The Flagellar Motor as a Sensor Bacteria use rotation of helical flagella to propel themselves either through bulk liquid (swimming), or through a thin film of liquid on a solid surface (swarming). Chemosensory pathways normally communicate environmental information to the bidirectional rotary motor, modulating its CW/CCW bias to optimize bacterial migration towards favorable locales. These pathways are well-understood. In E. coli and other bacteria, the motor is also itself a sensory organelle, allowing bacteria to adapt to chemical signals, respond directly to increased c-di- GMP, and mechanically 'sense'a solid surface. These pathways, particularly mechanosensing, are not understood. In light of recent evidence showing that the motor restructures its stator and rotor components during both chemosensing and mechanosensing, we propose a new testable model for how the motor acts as a mechanosensor. The model identifies the rotor-stator interface as the sensory hub of the motor. We consider a finite number of structural components that could receive and transduce sensory signals from this hub. These are: MotA/B, FliG, FliM, FliL, YcgR and H-NS. The first two aims of this proposal investigate remodeling of a subset of these components under situations where the motor elicits a distinct response to two internal signals - CheY~P and c-di-GMP.
The third aim benefits from this knowledge to monitor remodeling of these components in response to mechano-signals. The insights derived from these studies are expected to eventually trace the input signal(s) at the motor to output responses that promote either motility or sessility (biofilms), both of which play critical roles i bacterial infection, surface colonization, pathogenesis, and persistence.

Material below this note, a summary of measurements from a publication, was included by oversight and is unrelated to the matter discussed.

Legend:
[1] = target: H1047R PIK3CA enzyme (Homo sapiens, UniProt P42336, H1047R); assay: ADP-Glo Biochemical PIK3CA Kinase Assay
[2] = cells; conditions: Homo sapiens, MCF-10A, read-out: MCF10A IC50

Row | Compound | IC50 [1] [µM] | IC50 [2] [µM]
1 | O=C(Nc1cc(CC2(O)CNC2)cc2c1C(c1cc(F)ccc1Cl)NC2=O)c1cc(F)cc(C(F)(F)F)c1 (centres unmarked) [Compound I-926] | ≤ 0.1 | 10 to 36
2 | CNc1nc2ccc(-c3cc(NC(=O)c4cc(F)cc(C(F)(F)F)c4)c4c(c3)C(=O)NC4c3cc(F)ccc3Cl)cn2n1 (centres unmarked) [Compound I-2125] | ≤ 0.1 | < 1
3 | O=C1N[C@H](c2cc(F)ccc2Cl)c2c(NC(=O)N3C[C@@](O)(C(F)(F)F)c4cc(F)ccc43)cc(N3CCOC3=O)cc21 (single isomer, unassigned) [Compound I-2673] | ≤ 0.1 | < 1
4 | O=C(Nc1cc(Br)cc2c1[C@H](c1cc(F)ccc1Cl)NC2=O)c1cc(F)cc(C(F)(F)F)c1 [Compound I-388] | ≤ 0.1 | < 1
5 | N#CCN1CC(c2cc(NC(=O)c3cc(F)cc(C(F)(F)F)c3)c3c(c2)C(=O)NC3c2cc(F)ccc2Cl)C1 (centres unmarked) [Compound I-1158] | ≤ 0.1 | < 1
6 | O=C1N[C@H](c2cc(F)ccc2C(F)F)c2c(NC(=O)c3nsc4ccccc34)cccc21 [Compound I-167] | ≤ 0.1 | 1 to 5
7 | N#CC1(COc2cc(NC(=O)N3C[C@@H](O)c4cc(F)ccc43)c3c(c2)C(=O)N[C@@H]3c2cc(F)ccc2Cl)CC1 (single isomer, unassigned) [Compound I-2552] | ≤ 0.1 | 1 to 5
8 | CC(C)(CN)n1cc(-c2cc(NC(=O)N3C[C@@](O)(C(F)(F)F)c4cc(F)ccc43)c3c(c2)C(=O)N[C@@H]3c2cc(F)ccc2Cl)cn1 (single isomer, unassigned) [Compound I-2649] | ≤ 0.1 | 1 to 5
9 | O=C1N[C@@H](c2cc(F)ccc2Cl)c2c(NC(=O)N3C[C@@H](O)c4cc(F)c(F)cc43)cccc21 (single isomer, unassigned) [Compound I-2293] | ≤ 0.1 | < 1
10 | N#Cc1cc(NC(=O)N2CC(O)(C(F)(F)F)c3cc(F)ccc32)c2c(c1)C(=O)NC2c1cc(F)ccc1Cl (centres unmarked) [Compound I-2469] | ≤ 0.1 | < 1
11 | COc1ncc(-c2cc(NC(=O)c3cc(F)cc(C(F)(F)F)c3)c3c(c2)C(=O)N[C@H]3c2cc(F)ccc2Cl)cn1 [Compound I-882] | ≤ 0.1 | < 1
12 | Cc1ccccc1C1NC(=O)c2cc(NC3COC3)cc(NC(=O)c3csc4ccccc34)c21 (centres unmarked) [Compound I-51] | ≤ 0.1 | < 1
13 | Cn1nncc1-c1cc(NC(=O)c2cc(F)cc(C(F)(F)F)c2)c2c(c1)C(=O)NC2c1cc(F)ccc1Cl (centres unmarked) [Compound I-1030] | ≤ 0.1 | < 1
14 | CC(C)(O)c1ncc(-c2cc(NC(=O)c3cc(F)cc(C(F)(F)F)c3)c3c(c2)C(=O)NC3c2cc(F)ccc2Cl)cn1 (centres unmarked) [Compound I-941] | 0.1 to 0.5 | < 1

Public Health Relevance

Motility influences the distribution of bacteria in the environment, the composition of microbial communities in biofilms, and host invasion during the establishment of beneficial and harmful associations with their hosts. Understanding the molecular mechanisms by which the flagella motor detects and responds to its environmental niche should lead to new strategies for augmenting the beneficial behaviors, and to new therapies for harmful ones.

National Institute of Health (NIH)
National Institute of General Medical Sciences (NIGMS)
Research Project (R01)
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Prokaryotic Cell and Molecular Biology Study Section (PCMB)
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Reddy, Michael K
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University of Texas Austin
Schools of Arts and Sciences
United States
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Kim, Hyo Kyung; Harshey, Rasika M (2016) A Diguanylate Cyclase Acts as a Cell Division Inhibitor in a Two-Step Response to Reductive and Envelope Stresses. MBio 7:
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